City of London
The City of London, as distinct from London, is a small area at the heart of London, occupying the site of Roman Londinium and forming the core of the medieval city. It has a population of just 9,200 (2005 est) and an area of 1 sq mile (2.6 sq km) but is a highly important district as it encompasses most of London's main financial institutions; indeed, the term 'the City' is often used to describe the UK financial sector (as is another term, 'the square mile', referring to the area of the City). This usage has, confusingly, continued even though a significant proportion of the financial sector is now based in Canary Wharf, several miles out from the City.
From the sixteenth century onwards London began to expand rapidly in all directions, while the Corporation of the City of London continued to rule just over its original domain; from the nineteenth century it began to adopt its special financial character, and its population began to drop steeply. Today, in terms of population, it is the second smallest of English cities, and while scores of thousands of workers travel to the City daily, on Sundays its deserted streets feel like those of a remarkably opulent ghost town.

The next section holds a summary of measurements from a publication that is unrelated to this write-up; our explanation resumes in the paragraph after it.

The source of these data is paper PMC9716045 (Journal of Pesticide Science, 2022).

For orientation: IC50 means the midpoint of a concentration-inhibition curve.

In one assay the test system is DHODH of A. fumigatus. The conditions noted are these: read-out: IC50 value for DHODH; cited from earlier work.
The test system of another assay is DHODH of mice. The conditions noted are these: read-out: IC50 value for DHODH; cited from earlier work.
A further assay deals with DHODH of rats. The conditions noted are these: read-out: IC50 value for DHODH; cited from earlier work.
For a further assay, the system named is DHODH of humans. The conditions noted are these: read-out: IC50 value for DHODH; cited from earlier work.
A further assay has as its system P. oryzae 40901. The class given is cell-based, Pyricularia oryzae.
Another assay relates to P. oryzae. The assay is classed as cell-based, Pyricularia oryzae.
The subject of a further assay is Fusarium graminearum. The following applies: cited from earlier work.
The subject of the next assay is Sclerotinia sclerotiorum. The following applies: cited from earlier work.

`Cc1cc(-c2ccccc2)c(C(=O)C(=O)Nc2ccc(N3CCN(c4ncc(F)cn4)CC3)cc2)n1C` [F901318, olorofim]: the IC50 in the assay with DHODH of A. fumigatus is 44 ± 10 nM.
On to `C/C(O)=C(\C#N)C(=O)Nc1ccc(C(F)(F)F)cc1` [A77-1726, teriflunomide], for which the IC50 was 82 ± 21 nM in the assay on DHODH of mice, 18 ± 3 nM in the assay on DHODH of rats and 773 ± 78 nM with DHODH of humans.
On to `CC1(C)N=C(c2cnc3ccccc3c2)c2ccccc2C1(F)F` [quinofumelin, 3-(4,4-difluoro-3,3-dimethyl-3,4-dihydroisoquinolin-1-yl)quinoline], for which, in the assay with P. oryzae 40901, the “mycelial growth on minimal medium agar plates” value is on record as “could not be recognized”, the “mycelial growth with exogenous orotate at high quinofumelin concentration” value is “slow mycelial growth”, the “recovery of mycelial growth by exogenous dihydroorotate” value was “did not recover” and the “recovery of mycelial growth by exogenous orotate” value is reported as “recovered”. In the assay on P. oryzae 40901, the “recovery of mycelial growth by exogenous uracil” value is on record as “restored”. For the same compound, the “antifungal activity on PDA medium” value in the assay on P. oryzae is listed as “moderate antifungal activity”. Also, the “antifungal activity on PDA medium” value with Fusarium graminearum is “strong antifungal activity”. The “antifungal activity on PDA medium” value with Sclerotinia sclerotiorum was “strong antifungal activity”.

The City of Westminster, the other major historical heart of London, is located west of the City of London.